Throughout the past year, Florida has offered a case study in how not to handle a pandemic, from reportedly manipulating medical data to opting for an overwhelmingly lax response in the face of looming COVID-19 threats and surging case numbers. For a time, Florida was even one of the world's coronavirus epicenters — despite the fact that Republican Governor Ron DeSantis had already declared victory over a disease that has now killed 30,000 of the nearly 2 million people infected statewide.
Now, with vaccine rollout underway and a theoretical light at the end of the tunnel vaguely in sight, DeSantis must manage a new COVID crisis: charges from two top Democrats that the governor has been prioritizing vaccine distribution for political allies and wealthy residents while leaving communities most in-need behind.
On Monday, Florida State Agriculture Commissioner Nikki Fried, sent a letter calling on the U.S. House of Representatives to investigate DeSantis's "inept distribution of vaccines at best, and corrupt political patronage at worst," Yahoo News reported. In the letter, viewed by Yahoo, Fried wrote that DeSantis established "pop up" vaccination spots "in wealthy communities affiliated with donors to the governor's political campaigns."
Fried, Florida's only Democrat elected to statewide office, is the second Democratic official to call for a federal investigation on the matter. In late February, Democratic Congressman Charlie Crist urged the Department of Justice to investigate the connection between DeSantis' vaccine distribution and his donor class. Citing a pop-up in the wealthy, private Lakewood Ranch community — which is owned by a prominent Republican donor who has contributed nearly a million dollars to DeSantis — Crist note that "the ZIP codes in question have the highest income levels and lowest COVID infection rates in the county."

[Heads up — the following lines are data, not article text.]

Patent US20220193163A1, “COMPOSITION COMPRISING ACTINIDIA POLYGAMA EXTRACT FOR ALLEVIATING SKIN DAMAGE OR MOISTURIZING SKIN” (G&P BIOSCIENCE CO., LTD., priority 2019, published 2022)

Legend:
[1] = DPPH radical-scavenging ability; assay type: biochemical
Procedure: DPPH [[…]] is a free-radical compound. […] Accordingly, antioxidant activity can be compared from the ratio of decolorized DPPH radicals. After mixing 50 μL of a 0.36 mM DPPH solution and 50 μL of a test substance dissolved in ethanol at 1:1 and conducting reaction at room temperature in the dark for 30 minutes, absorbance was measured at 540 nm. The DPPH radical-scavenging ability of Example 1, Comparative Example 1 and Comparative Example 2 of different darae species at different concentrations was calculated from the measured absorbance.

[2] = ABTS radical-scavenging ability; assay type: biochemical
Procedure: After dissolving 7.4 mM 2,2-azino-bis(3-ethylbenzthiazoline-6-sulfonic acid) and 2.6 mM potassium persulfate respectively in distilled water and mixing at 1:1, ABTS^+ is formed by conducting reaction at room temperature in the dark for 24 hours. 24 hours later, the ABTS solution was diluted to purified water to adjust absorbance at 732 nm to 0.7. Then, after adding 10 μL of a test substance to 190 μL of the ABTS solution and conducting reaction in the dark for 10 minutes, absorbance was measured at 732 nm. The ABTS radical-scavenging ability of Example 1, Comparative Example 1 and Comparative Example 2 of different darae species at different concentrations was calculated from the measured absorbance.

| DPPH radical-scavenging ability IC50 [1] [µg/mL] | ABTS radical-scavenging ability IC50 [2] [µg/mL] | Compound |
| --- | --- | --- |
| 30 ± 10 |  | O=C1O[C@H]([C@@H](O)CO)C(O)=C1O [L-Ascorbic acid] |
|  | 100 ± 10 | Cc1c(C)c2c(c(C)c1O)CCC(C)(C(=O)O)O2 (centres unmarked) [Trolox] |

Speaking with Yahoo News, Fried offered a similar critique. The state's vaccine distribution has "been inequitable, with Black and Hispanic residents left behind," she said, later adding, “The message is clear. If Ron DeSantis likes you, or if you give his campaign money, you can cut in line ahead of seniors, teachers, and essential workers. It’s despicable and it needs to stop."
DeSantis' office denied the allegations, with a representative telling Yahoo that "the insinuation that politics play into vaccine distribution in Florida is baseless and ridiculous."
Nevertheless, it's not just Democrats who have accused DeSantis of uneven vaccine distribution. In early January, Carlos Hernandez, the Republican mayor of Hialeah, Fla., claimed he'd been shut out of the vaccine distribution process. "There’s been arguments that Hialeah has not received these vaccines because there’s a problem with me and the governor," Hernandez said, according to CBS News. "I don’t have a problem with the governor. How can I have a problem with a person I have not seen since the beginning of the coronavirus issue. A person that’s been disappearing from this community?"
"We are the 5th largest city in the state of Florida and the one most affected," Hernandez added at the time. "We have no communication and no help whatsoever from the Governor or his office." DeSantis denied those accusations as well.
But while DeSantis may deny these charges, they certainly track with the GOP's history of prioritizing white, wealthy people while leaving communities most in-need behind — including throughout the COVID-19 pandemic.